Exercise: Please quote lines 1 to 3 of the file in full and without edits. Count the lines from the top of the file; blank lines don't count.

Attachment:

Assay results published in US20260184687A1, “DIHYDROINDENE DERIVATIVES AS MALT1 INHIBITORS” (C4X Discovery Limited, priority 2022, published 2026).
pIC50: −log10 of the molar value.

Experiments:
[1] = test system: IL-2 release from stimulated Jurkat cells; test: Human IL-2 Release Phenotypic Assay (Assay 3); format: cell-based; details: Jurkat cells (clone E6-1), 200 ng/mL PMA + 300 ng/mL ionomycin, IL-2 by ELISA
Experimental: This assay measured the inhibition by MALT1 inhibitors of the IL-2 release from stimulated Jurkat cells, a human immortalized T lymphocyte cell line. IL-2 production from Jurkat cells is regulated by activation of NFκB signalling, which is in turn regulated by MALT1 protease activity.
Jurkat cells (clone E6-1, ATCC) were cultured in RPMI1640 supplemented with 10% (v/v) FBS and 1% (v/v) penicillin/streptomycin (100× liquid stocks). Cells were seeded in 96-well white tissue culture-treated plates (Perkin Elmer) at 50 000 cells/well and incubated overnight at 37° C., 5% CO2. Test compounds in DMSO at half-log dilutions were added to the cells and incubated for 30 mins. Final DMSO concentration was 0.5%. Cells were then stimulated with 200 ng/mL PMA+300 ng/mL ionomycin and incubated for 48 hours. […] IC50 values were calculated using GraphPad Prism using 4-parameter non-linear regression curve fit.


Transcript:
Assay results published in US20260184687A1, “DIHYDROINDENE DERIVATIVES AS MALT1 INHIBITORS” (C4X Discovery Limited, priority 2022, published 2026).
pIC50: −log10 of the molar value.

Experiments: